I love Mexican food. I’ll take good Mexican food just about anytime I can get it, including breakfast. Huevos rancheros (literally “ranch eggs”) is an iconic dish that originated as mid-morning fare on Mexican ranches. Traditionally, the basic dish consists of fried eggs served on lightly fried tortillas, topped with, originally, a salsa fresca (pico de gallo). Common accompaniments included refried beans, rice, and guacamole. As the dish spread beyond Mexico, most versions evolved to use pureed chili sauce instead of the salsa fresca, and have added other items such as cheese, sour cream, etc.
And that chili sauce is what led me to this recipe. Interestingly, I never had huevos rancheros until I made them myself. But what I did have was a southwest style omlette made by one of those chain restaurants known for breakfast. It had the most incredibly smoky, warm sauce on it, and it was heavenly. Of course they decided to take it off the menu after several months, much to my (and to many others’) chagrin, according to the wait staff.
I could tell that the primary smoky note I was tasting was probably chipotle in adobo. So I set out to research sauce recipes, and soon realized that looking for sauce recipes connected to huevos rancheros was the way to go. After looking at many versions, I finally found inspiration from a recipe by the fabulous gentlemen at How to Feed a Loon. I tweaked the seasonings somewhat and used tomato sauce instead of diced tomatoes, but I have to give them credit for the basics of this recipe. Then, since I had the sauce, I figured why not try making huevos rancheros?
So, here it is…the basic recipe for huevos rancheros, along with the recipe for ranchero sauce and also a recipe for refried beans, if you care to make your own. I will say that this is something that I never try to do all from scratch, all at once – I will make the ranchero sauce and the beans a couple of days ahead, and reheat those before I cook the eggs, and then assemble.
Do note that the sauce is geared to my heat preference – to me, it’s not fiery but just a pleasant lingering warmth. However, keep in mind that I am a woman who has won a few hot sauce eating contests, so you may want to start more slowly with the serrano and chipotle until you figure out what works for you.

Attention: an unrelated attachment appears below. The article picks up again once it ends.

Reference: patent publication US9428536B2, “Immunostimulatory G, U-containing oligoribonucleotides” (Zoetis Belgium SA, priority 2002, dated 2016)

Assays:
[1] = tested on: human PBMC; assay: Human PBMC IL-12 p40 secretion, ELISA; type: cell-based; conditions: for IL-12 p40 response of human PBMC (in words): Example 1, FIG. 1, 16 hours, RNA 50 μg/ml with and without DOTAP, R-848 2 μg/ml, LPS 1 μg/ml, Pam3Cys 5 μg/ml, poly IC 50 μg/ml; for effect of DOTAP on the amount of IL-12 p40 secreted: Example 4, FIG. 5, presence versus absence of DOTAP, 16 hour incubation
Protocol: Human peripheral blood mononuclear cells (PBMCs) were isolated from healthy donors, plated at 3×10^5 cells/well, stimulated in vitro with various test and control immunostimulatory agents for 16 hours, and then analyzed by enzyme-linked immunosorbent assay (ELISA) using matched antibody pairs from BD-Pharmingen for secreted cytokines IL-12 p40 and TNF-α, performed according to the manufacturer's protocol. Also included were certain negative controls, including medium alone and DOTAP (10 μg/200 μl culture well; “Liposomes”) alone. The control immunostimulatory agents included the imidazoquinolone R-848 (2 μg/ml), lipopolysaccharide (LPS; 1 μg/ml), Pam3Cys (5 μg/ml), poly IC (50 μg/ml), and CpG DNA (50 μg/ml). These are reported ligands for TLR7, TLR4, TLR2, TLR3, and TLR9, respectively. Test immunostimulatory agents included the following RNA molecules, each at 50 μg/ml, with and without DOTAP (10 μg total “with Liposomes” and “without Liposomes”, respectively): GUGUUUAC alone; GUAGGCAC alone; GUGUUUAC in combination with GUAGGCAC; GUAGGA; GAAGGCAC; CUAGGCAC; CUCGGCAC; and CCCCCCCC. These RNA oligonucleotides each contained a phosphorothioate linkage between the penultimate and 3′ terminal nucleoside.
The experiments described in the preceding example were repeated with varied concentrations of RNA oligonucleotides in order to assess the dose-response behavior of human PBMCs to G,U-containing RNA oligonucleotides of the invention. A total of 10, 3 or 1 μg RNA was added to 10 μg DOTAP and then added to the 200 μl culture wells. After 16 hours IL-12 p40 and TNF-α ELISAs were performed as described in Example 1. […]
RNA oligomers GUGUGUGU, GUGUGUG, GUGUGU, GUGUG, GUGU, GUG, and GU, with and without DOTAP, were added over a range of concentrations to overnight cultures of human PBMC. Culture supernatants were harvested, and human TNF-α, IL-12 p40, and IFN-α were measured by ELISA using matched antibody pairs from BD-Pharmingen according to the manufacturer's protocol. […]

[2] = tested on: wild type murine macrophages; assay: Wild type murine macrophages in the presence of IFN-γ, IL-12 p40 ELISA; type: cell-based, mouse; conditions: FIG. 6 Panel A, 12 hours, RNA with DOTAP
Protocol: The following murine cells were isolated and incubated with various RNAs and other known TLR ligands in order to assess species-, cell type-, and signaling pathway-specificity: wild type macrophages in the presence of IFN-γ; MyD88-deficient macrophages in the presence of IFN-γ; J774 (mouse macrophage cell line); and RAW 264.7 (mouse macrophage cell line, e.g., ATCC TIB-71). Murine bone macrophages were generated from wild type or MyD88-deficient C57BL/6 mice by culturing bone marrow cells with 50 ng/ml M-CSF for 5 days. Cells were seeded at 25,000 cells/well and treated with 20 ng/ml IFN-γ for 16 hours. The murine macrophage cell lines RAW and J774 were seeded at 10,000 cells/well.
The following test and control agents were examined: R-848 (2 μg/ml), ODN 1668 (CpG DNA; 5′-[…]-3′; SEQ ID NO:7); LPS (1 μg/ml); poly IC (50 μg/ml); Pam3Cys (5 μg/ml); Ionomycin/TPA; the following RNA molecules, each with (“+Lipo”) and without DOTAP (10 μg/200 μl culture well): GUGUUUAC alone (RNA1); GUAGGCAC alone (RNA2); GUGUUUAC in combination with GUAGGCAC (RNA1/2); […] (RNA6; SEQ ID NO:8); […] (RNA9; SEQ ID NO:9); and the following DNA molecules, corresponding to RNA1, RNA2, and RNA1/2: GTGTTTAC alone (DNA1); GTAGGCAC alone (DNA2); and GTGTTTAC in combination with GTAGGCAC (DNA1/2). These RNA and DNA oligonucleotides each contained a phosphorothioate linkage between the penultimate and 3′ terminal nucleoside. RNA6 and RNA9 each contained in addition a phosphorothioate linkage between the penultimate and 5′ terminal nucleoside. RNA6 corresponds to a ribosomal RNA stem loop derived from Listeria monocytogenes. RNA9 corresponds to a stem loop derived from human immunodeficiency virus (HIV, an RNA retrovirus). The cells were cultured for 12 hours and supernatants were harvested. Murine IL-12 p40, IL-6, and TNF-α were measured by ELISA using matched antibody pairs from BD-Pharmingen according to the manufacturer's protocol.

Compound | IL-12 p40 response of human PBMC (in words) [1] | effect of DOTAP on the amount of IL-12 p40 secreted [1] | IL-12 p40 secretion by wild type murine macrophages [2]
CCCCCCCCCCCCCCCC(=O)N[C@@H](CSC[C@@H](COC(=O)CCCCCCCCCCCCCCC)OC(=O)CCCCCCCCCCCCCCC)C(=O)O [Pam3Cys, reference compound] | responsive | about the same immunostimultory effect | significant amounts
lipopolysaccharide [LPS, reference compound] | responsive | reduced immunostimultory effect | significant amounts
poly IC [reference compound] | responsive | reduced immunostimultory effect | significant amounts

- 2 cups ranchero sauce (recipe follows)
- Vegetable oil, for frying
- 8 Tortillas (I prefer flour, but you can use corn)
- 8 large eggs
- 2 cups refried beans (recipe follows if you want to make your own).
- 1/2 cup queso fresco
- Warm the ranchero sauce and the beans in separate saucepans (or use microwave).
- Heat a small amount of oil in a fry pan, and crisp the tortillas – this will only take a few seconds. A flour tortilla will puff up slightly. Drain on paper towels.
- Add a bit more oil to the pan, and fry the eggs, basting with oil to set the tops.
- Place two tortillas on each plate, spread a spoonful of beans over each tortilla, and top each with an egg.
- Spoon 1/4 to 1/2 cup ranchero sauce over the eggs, and top with crumbled queso fresco.
- 1 tbsp olive oil
- 1 small serrano pepper, diced, seeds and membranes removed
- 1 medium onion, diced
- 4 cloves garlic, diced
- 1 chiplotle pepper canned in adobo sauce, diced
- 2 15 oz cans tomato sauce
- 1 tsp adobo sauce from canned chipotles
- 1 tsp chili powder
- 1 tsp ground cumin
- salt, to taste
- black pepper, to taste
- Heat olive oil in a medium saucepan over medium heat, then add the serrano, onion, garlic and chopped chipotle and cook until softened.
- Add tomato sauce, adobo sauce, chili powder and cumin to saucepan, and bring to a boil.
- Reduce heat and simmer, uncovered, stirring frequently, until reduced by about 25%.
- Add salt and pepper to taste.
- 1 lb dried pinto beans
- 1 bay leaf
- 1 medium onion, chopped
- 2 cloves garlic, chopped
- 2-4 tbsp pork lard, bacon fat, or olive oil (pork lard is the most authentic and gives the best flavor!)
- ground cumin, to taste
- salt, to taste
- black pepper, to taste
- Rinse beans, place in pot and soak overnight. Or use quick soak method – cover with water, bring to a boil, cover and let sit for one hour.
- Drain beans. Cover with fresh water, add bay leaf and bring to a boil. Reduce heat and simmer for 45 minutes to an hour, or until beans are soft. (Watch as beans simmer and add more water if needed). Remove bay leaf and drain, reserving about a cup of the liquid.
- Heat lard, fat or oil in large frying pan, and saute onions and garlic until translucent.
- Add beans to pan, and mash with a potato masher them as you cook them, adding some of the reserved liquid if they are getting too dry. Season to taste with cumin, salt and pepper.